“Brazilians may see the Health Ministry’s declaration of the end of the Zika emergency as a victory, but significant risks remain as do the underlying rights issues it exposed,” said Amanda Klasing, senior women’s rights researcher at Human Rights Watch and a co-author of the report. “Brazilians’ basic rights are at risk if the government doesn’t reduce mosquito infestation over the long term, secure access to reproductive rights, and support families raising children affected by Zika.”

The announcement came 18 months after the government declared Zika a national emergency, as increasing numbers of infants were born with microcephaly – a condition in which the infant’s head is smaller than expected – and other potential health problems, together now known as Zika syndrome. But Aedes mosquitos are still present in Brazil, and still carry Zika and other serious viruses. A recent outbreak of yellow fever, which can be spread by the same mosquito, has killed at least 240 people in Brazil since December 2016. Climatic phenomena, like the 2015 El Niño, with the backdrop of climate change and steadily rising temperatures, may contribute to the more rapid spread of mosquito-borne illnesses.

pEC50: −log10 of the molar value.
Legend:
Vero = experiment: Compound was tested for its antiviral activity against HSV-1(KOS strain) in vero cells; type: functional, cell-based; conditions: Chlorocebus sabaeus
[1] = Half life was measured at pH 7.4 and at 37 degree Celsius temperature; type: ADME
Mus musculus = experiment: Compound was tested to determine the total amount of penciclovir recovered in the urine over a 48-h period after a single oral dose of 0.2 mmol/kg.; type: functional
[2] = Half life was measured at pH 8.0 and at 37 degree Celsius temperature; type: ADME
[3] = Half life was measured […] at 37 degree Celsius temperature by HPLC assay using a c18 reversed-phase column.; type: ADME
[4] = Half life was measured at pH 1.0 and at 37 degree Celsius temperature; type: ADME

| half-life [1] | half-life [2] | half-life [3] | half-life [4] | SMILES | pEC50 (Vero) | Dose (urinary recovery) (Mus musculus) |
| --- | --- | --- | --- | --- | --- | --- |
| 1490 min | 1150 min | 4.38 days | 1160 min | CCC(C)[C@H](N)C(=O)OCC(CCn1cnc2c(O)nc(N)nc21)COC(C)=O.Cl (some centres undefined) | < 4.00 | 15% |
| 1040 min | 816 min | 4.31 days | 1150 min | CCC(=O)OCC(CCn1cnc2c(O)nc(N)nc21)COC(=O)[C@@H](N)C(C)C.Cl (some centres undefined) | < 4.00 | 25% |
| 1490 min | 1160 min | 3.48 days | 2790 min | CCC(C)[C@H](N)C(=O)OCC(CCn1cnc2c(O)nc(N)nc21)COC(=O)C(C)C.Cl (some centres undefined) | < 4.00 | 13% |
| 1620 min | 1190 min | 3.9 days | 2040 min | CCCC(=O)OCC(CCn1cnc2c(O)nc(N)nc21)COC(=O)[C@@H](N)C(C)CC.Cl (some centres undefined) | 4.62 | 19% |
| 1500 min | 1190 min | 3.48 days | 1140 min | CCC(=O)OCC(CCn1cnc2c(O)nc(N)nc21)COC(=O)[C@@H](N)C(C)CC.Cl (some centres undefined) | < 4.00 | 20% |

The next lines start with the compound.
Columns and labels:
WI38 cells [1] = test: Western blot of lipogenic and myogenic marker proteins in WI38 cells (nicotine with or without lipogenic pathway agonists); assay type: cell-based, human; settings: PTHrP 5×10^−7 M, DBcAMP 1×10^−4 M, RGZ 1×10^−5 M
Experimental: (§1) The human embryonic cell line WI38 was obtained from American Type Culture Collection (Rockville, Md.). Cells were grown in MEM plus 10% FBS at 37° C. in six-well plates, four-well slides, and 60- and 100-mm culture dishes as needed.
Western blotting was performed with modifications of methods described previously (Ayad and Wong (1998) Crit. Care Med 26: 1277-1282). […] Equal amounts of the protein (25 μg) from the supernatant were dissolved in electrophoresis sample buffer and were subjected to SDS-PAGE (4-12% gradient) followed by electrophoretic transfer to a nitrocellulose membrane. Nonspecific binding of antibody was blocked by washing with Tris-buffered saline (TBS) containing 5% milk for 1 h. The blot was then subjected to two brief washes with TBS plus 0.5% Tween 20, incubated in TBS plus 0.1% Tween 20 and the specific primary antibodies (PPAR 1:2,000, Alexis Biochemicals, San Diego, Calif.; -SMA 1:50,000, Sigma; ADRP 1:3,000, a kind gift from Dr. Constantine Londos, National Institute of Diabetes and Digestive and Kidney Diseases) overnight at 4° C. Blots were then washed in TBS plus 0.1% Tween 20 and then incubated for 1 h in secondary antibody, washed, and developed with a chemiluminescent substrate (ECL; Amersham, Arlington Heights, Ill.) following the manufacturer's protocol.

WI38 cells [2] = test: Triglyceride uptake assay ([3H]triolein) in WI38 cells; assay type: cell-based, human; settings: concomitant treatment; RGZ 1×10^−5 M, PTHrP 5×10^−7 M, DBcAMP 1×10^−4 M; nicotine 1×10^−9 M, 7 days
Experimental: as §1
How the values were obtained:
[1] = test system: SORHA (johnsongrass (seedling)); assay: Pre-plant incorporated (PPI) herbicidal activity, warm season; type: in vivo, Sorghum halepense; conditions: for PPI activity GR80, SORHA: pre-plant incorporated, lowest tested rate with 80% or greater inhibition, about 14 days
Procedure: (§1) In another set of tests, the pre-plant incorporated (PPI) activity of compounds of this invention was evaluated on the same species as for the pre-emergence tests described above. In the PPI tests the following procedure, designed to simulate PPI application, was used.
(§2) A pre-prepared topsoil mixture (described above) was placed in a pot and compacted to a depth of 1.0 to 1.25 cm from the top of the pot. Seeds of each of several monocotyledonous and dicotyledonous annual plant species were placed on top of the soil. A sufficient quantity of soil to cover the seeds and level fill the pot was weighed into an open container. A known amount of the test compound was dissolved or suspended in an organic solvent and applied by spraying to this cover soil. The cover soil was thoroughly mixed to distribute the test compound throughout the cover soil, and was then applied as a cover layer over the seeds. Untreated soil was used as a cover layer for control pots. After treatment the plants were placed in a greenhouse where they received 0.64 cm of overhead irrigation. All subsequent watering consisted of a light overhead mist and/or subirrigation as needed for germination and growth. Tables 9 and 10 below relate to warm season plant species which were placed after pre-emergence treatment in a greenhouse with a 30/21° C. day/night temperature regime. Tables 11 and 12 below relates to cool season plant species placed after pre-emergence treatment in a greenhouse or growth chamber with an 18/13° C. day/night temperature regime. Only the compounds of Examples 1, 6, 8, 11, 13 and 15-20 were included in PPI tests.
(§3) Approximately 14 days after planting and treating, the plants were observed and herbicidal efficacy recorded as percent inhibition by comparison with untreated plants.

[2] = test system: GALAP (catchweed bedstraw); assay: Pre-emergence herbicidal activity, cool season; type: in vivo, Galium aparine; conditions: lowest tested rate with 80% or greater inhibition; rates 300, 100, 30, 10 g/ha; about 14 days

Brazilian authorities should make long overdue investments in water and sanitation infrastructure to control mosquito breeding and improve public health, Human Rights Watch said. Authorities should also provide comprehensive reproductive health information and services for women and girls, decriminalize abortion, and ensure children with Zika syndrome have long-term access to services to give them the best possible quality of life.